They also have "Similar Batters," which is weighted toward position.  So center fielders are compared with center fielders, secondarily with other outfielders, and then with all other batters.  Their 10 Most Similar Batters for Andruw are Dale Murphy, Jose Canseco, Jim Edmonds, Gil Hodges, Joe Carter, George Foster, Jack Clark, Duke Snider, Paul Konerko and Ellis Burks.

Only one of these is in the Hall of Fame: Snider.  But Hodges should be, Edmonds probably should be if you consider his defense, a good case can be made for Murphy, and Konerko is getting close.  Canseco shouldn't make it: Even if you didn't know he cheated, I just don't think he has the numbers.


Another measure of "Does this player belong in the Hall of Fame?" is to look at players at his position who are already in, and see how he compares with them.


There are 21 center fielders currently in the Hall of Fame.  


Cool Papa Bell, Larry Doby, Turkey Stearns and Cristobal Torriente were elected on the basis of what they did in the Negro Leagues, although Doby did also play, and star, in the formerly all-white majors.  So reliable statistics on them simply aren't available.  And Hugh Duffy and Billy Hamilton played in the 19th Century, with enough rule differences to make it a different game, so cut them out.  So now we're down to 15.


In chronological order, those 15 are: Ty Cobb, Tris Speaker, Edd Roush, Max Carey, Lloyd Waner, Earle Combs, Hack Wilson, Earl Averill, Joe DiMaggio, Richie Ashburn, Duke Snider, Mickey Mantle, Willie Mays and Kirby Puckett.


Cobb, Speaker, DiMaggio, Snider, Mantle and Mays are all ahead of Andruw Jones.  I think we can all agree on that.  So he's no better than 7th.

Waner, not nearly as good as his Hall of Fame brother Paul, is usually one of the first 5 players whose names are mentioned when a fan asks, "Who should not have gotten into the Hall of Fame?" Wilson is in mainly due to one incredible season, 1930, in which he set a major league record that still stands with 191 RBIs and a National League record of 56 home runs that stood until 1998.  If you had to cut 10 names from the Hall, his might be one; if you had to cut 20, he would definitely be out.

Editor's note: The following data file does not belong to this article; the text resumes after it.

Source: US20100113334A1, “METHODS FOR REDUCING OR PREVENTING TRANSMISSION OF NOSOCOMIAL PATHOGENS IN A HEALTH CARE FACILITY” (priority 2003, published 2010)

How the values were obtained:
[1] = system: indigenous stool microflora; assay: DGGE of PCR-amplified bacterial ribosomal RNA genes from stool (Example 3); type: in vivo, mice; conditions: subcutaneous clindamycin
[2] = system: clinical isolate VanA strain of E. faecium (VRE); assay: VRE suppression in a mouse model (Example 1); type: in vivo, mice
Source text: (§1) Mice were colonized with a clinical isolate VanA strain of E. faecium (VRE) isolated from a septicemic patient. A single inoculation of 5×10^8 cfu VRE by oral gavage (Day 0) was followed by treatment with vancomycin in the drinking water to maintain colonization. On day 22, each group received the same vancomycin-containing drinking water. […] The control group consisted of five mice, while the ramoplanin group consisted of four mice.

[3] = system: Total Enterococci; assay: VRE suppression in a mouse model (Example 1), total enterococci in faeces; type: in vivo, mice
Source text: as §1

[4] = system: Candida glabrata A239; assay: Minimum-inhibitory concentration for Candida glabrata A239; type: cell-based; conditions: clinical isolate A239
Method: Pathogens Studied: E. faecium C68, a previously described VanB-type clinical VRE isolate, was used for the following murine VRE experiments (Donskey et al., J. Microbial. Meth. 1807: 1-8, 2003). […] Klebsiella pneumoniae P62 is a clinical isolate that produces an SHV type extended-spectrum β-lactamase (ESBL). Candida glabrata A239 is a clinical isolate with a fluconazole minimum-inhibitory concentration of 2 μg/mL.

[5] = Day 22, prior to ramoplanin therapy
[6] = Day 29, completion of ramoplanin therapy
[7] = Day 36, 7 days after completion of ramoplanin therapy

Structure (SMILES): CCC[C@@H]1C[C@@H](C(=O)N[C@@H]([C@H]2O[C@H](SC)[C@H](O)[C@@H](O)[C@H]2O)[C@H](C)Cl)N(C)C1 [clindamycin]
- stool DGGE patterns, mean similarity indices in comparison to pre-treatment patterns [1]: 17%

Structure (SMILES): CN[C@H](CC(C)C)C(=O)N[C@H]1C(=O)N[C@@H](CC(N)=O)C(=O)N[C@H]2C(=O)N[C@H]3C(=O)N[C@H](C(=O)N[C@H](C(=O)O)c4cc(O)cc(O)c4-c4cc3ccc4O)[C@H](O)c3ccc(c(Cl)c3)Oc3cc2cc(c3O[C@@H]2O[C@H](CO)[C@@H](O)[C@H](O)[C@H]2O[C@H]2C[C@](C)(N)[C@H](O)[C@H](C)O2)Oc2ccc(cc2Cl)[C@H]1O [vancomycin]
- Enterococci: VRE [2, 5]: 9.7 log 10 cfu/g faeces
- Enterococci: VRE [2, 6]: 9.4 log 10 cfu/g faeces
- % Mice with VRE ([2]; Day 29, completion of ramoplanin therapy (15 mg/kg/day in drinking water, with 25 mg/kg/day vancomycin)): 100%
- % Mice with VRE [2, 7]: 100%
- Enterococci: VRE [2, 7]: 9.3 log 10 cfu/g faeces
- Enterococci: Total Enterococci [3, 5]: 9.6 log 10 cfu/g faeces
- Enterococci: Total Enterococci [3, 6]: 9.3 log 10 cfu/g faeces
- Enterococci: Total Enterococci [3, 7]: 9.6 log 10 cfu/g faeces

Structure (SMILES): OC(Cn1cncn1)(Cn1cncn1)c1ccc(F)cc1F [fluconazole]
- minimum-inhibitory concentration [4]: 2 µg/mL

But even such long-ago names as Roush, Carey and Averill have stats ahead of Andruw's.  And while Reggie had a point about Puckett, that his career stats don't exactly scream "Hall of Fame," he was still a better all-around player than Andruw.  Same with 1920s Yankee Earle Combs, who, like Puckett, had to retire early due to injury.

So, if we don't consider other center fielders who might make the Hall of Fame (including Griffey and Jim Edmonds, I don't think Bernie Williams makes it), he's just 15th.

I'd like to say Andruw Jones belongs in the Baseball Hall of Fame, but, unless he keeps going at this pace for another couple of years, my answer has to be No.  Winning a World Series would help: He wasn't yet on the Braves for their 1995 title, so he doesn't have a ring.  Winning one as a Yankee -- in his case, two -- hasn't yet helped Tim Raines.  It might help Andruw Jones.


2 comments:

ke' stans said...

Why isn't Ken Singleton doing Yankee Broadcasts lately?

Uncle Mike said...

His Twitter feed seems to suggest he's making the roadtrip to the Coast with the team. If anything's up between Ken and YES, or Ken and the club, I'm not aware of it.

I hope nothing's up: He was a pain in the neck as an Oriole player, but he's a fine announcer, a total professional, with none of the histrionics we get from John, Suzyn and Michael. (Or from the dearly departed Scooter.) He's very much in the Jim Kaat tradition, and doesn't presume his audience is full of dunces like Tim McCarver does.